It’s enough, we need change!
We call for a protest in solidarity with the strikers at the University Hospital Bonn on November 16 at 5:30 PM!
For a better staffing ratio in nursing, for better pay for nurses, for a health care system that focuses on the health of patients instead of profits and against further privatization!
Overtime, 12 days of work, 2 days off, and a staffing ratio that allows only minimal care even in normal operation: that was the state of the healthcare system before the pandemic. 2 years and a half later, many employees are burned out. Employees at the University Hospital in Bonn and many other locations have taken industrial action, supported by Verdi.
The reaction of the bosses was quick: “The strike endangers the patients” as the university hospital Essen said on November 08, 2021. But there is an emergency operation in spite of the strike – companies with thousands of employees are spreading disinformation to influence the social mood.
What actually endangers our health are poor staffing ratios and the resulting overworked nurses. The responsibility for the overload of the workforce is shifted onto them. However, the alleged staff shortage is due to the system and not to the nurses: A profession in which trainees are already being burned out does not exactly attract staff and does not invite them to continue practicing it.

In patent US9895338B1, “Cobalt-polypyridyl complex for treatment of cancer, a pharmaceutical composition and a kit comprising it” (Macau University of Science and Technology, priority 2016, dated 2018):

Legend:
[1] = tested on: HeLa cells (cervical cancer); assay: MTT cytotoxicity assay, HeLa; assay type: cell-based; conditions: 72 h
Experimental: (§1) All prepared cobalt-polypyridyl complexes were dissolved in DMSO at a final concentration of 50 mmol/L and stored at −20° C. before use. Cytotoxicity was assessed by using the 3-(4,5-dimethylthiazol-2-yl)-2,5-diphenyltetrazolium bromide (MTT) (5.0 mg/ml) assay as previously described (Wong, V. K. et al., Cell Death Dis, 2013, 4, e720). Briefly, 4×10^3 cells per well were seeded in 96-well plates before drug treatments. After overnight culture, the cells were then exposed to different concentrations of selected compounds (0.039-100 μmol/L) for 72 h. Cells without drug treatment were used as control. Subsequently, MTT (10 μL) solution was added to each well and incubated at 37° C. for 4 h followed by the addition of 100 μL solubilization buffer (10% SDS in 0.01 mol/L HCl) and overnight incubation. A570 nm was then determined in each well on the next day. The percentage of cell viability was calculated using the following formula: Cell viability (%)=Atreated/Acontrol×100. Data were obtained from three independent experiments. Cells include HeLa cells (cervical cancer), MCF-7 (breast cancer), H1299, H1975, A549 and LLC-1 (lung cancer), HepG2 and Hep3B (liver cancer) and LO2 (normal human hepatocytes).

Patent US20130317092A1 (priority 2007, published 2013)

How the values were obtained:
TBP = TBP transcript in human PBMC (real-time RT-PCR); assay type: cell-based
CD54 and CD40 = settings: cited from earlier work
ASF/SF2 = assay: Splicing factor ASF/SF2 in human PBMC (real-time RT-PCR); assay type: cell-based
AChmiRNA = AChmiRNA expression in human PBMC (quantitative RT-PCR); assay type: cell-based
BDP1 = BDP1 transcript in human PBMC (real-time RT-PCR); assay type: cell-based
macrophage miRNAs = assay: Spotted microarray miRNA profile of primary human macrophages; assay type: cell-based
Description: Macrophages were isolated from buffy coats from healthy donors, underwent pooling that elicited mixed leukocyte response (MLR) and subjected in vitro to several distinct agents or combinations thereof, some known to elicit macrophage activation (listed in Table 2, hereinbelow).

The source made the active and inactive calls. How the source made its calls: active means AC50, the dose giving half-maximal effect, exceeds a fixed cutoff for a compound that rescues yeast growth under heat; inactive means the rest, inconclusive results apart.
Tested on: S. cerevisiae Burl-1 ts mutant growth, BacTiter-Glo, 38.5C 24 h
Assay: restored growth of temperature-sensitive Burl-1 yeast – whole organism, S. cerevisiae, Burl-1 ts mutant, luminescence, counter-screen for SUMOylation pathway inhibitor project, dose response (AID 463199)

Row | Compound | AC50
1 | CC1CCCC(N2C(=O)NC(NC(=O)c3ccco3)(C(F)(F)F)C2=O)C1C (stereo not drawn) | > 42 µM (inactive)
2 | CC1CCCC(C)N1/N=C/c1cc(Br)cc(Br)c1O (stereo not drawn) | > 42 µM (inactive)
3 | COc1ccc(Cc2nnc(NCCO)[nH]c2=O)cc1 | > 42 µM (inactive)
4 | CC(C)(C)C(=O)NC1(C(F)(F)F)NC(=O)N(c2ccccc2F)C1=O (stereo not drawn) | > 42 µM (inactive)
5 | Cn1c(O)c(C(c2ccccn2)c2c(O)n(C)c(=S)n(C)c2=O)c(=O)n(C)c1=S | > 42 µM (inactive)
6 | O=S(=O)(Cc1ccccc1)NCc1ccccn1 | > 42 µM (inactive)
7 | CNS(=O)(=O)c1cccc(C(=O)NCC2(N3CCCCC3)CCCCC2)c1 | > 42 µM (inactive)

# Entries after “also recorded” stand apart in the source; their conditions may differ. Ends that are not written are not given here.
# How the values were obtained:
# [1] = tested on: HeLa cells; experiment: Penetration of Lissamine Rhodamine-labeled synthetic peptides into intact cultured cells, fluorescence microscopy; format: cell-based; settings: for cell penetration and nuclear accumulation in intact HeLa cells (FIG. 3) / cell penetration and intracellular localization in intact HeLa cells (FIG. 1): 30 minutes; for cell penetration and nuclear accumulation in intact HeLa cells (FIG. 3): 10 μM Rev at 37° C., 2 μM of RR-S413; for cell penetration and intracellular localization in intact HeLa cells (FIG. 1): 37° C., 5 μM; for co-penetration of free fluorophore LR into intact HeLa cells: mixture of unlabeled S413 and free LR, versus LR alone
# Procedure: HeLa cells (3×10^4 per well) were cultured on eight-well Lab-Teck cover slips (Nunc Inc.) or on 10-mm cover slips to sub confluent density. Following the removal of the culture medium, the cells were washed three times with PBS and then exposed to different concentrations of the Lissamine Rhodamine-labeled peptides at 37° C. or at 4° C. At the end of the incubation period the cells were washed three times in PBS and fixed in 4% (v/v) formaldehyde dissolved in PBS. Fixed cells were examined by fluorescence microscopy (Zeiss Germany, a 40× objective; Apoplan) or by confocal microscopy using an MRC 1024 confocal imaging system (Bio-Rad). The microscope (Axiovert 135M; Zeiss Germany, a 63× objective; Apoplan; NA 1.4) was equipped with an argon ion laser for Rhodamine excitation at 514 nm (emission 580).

The moral pressure on nurses has been working for several years: One of the reasons that the strike is only coming now is that nurses have been more or less directly blackmailed in the ways mentioned above for years. It is our responsibility to support the nursing staff against this blackmail!
Another tactic used by the bosses to take away workers’ ability to assert themselves in the workplace is to divide them into supposedly different interest groups. It is important not to be played off against each other, we have to think the struggle together! There are currently about 500 Philippin@s working at the University Hospital Bonn, whose situation is particularly precarious: Their residence permit depends on the profession, and they also have to complete language courses in addition to a full position. The Filipino nurses are already fully trained, but their professional training is not recognized for at least one year, even though they do the same work as registered nurses from Germany. The fact that the Filipino colleagues are paid only slightly above minimum wage is hardly surprising given this system of exploitation.
With our protest, we also want to express solidarity with those who cannot go on strike and denounce the inhuman pressure to which these care workers are subjected.
Respect for people’s work is expressed above all with good working conditions and not with warm words or applause. Let’s support the strikers, out on the streets!